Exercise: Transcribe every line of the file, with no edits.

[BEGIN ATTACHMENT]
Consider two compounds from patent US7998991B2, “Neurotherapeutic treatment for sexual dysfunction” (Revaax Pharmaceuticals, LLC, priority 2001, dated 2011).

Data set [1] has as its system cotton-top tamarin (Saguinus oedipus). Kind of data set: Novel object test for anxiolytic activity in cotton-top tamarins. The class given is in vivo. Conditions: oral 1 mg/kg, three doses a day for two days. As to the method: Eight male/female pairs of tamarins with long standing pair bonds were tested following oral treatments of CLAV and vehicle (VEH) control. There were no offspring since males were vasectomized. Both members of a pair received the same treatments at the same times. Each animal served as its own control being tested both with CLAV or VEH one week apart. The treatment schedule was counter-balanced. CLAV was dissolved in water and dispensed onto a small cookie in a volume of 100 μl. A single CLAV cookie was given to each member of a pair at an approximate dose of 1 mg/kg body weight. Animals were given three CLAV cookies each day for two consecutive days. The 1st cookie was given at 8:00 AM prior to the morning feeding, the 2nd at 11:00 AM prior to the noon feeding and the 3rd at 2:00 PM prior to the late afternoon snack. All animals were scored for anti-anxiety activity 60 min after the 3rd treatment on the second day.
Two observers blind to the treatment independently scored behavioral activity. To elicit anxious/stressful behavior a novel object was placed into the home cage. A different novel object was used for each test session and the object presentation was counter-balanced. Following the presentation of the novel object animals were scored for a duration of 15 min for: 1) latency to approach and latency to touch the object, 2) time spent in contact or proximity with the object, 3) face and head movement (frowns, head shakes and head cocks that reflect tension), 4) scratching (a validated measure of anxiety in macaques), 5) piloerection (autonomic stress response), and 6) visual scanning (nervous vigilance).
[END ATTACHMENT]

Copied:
Consider two compounds from patent US7998991B2, “Neurotherapeutic treatment for sexual dysfunction” (Revaax Pharmaceuticals, LLC, priority 2001, dated 2011).

Data set [1] has as its system cotton-top tamarin (Saguinus oedipus). Kind of data set: Novel object test for anxiolytic activity in cotton-top tamarins. The class given is in vivo. Conditions: oral 1 mg/kg, three doses a day for two days. As to the method: Eight male/female pairs of tamarins with long standing pair bonds were tested following oral treatments of CLAV and vehicle (VEH) control. There were no offspring since males were vasectomized. Both members of a pair received the same treatments at the same times. Each animal served as its own control being tested both with CLAV or VEH one week apart. The treatment schedule was counter-balanced. CLAV was dissolved in water and dispensed onto a small cookie in a volume of 100 μl. A single CLAV cookie was given to each member of a pair at an approximate dose of 1 mg/kg body weight. Animals were given three CLAV cookies each day for two consecutive days. The 1st cookie was given at 8:00 AM prior to the morning feeding, the 2nd at 11:00 AM prior to the noon feeding and the 3rd at 2:00 PM prior to the late afternoon snack. All animals were scored for anti-anxiety activity 60 min after the 3rd treatment on the second day.
Two observers blind to the treatment independently scored behavioral activity. To elicit anxious/stressful behavior a novel object was placed into the home cage. A different novel object was used for each test session and the object presentation was counter-balanced. Following the presentation of the novel object animals were scored for a duration of 15 min for: 1) latency to approach and latency to touch the object, 2) time spent in contact or proximity with the object, 3) face and head movement (frowns, head shakes and head cocks that reflect tension), 4) scratching (a validated measure of anxiety in macaques), 5) piloerection (autonomic stress response), and 6) visual scanning (nervous vigilance).